Uninterrupted Power Supply (UPS)

  • Uninterruptible power supplies (UPS) mitigate voltage sags by supplying the load using stored energy. Upon detection of voltage sag, the load is transferred from the mains supply to the UPS.
  • Obviously, the capacity of load that can be supplied is directly proportional to the amount of energy storage available.
  • UPS systems have the advantage that they can mitigate all voltage sags including outages for significant periods of time (depending on the size of the UPS).
  • There are 2 topologies of UPS available; on-line and off-line. Figure 1 shows a schematic of an off-line UPS while Figure 2 shows a schematic of an on-line UPS.
  • Comparison of the figures shows that the difference between the two systems is that for an on-line UPS the load is always supplied by the UPS, while for off-line systems; the load is transferred from the mains supply to the UPS by a static changeover switch upon detection of voltage sag.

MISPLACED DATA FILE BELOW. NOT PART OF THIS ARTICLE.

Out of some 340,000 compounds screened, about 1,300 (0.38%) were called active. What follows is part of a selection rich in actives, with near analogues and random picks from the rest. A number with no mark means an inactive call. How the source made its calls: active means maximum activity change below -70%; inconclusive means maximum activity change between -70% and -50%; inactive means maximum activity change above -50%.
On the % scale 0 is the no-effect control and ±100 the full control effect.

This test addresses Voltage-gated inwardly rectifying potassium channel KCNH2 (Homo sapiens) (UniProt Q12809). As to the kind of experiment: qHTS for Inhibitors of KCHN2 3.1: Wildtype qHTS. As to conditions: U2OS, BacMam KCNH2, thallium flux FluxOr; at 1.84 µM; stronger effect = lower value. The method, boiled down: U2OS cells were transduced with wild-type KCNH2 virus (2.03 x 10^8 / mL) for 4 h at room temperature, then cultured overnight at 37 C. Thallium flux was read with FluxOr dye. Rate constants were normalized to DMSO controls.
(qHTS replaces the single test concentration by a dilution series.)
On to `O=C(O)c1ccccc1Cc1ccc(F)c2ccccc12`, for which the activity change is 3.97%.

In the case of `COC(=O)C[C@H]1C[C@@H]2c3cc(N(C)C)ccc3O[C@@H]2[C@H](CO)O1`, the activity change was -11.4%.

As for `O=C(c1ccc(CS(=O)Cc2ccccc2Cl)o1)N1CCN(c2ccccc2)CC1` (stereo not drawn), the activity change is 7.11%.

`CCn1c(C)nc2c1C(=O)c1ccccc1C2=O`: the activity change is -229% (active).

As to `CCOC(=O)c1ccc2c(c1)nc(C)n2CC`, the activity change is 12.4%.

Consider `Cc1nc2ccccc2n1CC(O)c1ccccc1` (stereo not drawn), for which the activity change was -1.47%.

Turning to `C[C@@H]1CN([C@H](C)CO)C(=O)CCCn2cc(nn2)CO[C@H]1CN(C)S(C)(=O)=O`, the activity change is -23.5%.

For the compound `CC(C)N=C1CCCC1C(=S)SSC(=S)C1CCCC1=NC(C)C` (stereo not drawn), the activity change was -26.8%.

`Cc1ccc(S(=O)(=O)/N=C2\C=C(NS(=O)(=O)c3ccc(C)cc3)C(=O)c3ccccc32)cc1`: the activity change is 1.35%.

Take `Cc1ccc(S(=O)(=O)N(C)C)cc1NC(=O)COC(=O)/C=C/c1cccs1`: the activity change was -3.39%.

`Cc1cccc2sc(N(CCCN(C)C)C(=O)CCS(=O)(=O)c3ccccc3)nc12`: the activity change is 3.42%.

• The lack of a changeover switch renders the on-line system more reliable as any failure of the changeover switch will result in the off-line UPS being ineffective. UPS systems have disadvantages related to energy storage components (mostly batteries) which must be maintained and replaced periodically.

Small UPS systems are relatively simple and cheap. However, large units are complex and highly expensive due to the need for large energy storage capacities.


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